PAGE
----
GIS Mapping, Education and Research
Home   Store   Free GIS   Education   Free Shapefiles   Census   Weather   Energy   Climate Change   News   Maps   TOPO   Aerial   GPS   Learn GIS

FREE MAPCRUZIN UPDATES
Enter your e-mail



GIS Shapefile Store - for Beginners & Experienced GIS Users Alike. Geographic Names Information System, Nuclear Facilities, Zip Code Boundaries, School Districts, Indian & Federal Lands, Climate Change, Tornadoes, Dams - Create digital GIS maps in minutes.

Toxic Release Inventory TRI Shapefiles

Canada FSA Postal Code Shapefile

GNIS Shapefiles 2,000,000+ Points

Nuclear Energy Facilities in the U.S.

Download Zip Code with Demographics Shapefiles

Download U.S. Streams & Rivers Shapefiles

Download Water Body & Wetland Shapefiles

Download Zip Code Boundary Shapefiles

Download School District Shapefiles

Download Indian & Federal Land Shapefiles

Download Climate Change Shapefiles

Download Tornado Shapefiles

Download Dams & Risks Shapefiles

Follow Mapcruzin.com on Twitter Follow on Twitter

A Member of the
Reimagination Network

Didn't find what you are looking for? Email me and I'll find it for you.

Progressive Links

Federation of American Scientists

Physicians for Social Responsibility

Public Employees for Environmental Responsibility

Union of Concerned Scientists

Alternet

Reader Supported News

Common Dreams

Truthout

Huffington Post

Media Matters

Think Progress

Grist Environmental News

Have a question or comment? Post them at the MapCruzin Blog.

Climate Shift Blog

MapCruzin Consulting
GIS and Google Maps Development, Website Creation and Hosting, Fast and Affordable.

GIS Tutorials

GIS Basics

GIS Terminology

Of Interest

Arctic National Wildlife Refuge Maps

Climate Shift - The effects of climate shift on the future of planet earth and its inhabitants.

Right to Know or Left to Wonder?

Hazardscapes - Toxic and Nuclear Risks in your backyard.

War & Environment

Worst Case Scenarios: Terrorism & industrial chemicals.


Subscribe for Updates


owl, muskox, wolf, butterflyArctic National Wildlife Refuge
Refuge Information | Wildlife | Habitat | People
Home | New | Feedback | Index | Search

Sponsors

Why we archived the ANWR website at MapCruzin.com

Wolves

[This information was originally produced by Beverly Skinner, wildlife biologist at Innoko National Wildlife Refuge (in west central Alaska), for radio broadcast on Public Radio stations throughout Alaska.]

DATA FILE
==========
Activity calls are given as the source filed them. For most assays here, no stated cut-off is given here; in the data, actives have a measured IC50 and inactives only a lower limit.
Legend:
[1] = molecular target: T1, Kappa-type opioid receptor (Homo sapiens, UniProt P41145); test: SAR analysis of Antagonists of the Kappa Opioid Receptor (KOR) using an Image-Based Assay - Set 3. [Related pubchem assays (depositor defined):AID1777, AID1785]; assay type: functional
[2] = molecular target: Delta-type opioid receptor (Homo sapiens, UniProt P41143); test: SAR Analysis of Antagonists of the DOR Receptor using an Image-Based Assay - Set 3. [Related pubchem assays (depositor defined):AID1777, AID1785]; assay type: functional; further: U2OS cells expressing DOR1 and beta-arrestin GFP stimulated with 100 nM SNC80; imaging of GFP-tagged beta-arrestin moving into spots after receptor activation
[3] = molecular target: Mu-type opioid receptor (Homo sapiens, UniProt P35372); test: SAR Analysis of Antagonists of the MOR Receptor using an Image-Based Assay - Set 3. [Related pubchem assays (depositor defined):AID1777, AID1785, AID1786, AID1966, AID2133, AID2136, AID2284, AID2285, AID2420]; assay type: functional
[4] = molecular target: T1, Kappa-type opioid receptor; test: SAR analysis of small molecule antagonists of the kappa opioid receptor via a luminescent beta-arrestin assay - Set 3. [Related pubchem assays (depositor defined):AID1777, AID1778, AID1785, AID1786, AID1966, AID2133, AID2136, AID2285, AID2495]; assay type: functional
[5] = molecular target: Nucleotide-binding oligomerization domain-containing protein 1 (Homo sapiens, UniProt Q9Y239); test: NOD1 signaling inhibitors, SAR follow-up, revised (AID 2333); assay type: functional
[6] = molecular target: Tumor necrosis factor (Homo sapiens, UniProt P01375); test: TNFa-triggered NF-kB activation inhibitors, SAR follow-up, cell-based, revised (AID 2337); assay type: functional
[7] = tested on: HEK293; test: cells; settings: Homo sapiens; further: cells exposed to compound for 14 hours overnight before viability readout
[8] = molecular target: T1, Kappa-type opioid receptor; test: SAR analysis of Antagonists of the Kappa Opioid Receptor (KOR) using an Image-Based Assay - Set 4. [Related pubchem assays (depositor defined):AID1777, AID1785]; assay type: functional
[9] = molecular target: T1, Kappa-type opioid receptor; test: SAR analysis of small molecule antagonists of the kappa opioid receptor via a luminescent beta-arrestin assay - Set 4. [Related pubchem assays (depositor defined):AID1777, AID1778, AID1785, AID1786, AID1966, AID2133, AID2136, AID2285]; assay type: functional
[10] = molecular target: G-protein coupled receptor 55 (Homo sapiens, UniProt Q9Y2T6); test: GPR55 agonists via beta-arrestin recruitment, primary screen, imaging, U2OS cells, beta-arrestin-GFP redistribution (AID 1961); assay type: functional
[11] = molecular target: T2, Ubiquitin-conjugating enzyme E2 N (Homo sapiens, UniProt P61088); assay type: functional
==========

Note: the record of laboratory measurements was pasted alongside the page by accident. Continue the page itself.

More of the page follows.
A couple of years ago, my family and I were out mushing when our dogs came to a halt, hair standing on end and noses pointing up in the air. It was then we noticed the huge tracks in the snow. Our dog's tracks were tiny in comparison and we have rather large sled dogs. What we had found were wolf tracks, and our dogs were letting us know in their own way that they also knew there were wolves in the area.

Wolves - much like dogs - have their own methods of communication. They use their eyes, ears, mouths, tails, and fur to share information as well as their feelings. Although we rarely get the opportunity to watch wolves interacting with each other, many of us have probably seen our dogs communicating. Of course, since they were communicating in dog language, we may not have understood the message.

I think everyone has seen a male dog urinating on a bush, tree or clump of grass. Wolves do the same thing. It is called scent marking and it is a way of letting trespassers know they are in someone else's area and they need to keep moving. This method of defending a territory from outsiders is simple and safer than having to fight the intruders each time they cross over that invisible line. Scent marking is a form of communication.

Another form of communication occurs when two strange wolves or dogs come face to face. Each wants to appear larger than the other so they can avoid a fight. With every fight comes the possibility of getting hurt, and a hurt wolf can't hunt. In order to appear larger, wolves will tense their legs and the fur on their back stands up. Even their tail and ears will stand straight up. Add to this show of largeness raised lips and a display of weapons or teeth, and most strangers get the message and leave.

The form of wolf communication we are most familiar with, and the only one most people will ever witness, is howling. Howling may occur day or night and allows pack members to locate each other when they are separated. It also strengthens family ties before and after hunts, as well as serving as a warning to outsiders to stay away. Many people find the sound of wolves howling sad but I have always found it beautiful, and it is one of the many reasons we have picked Alaska as our home.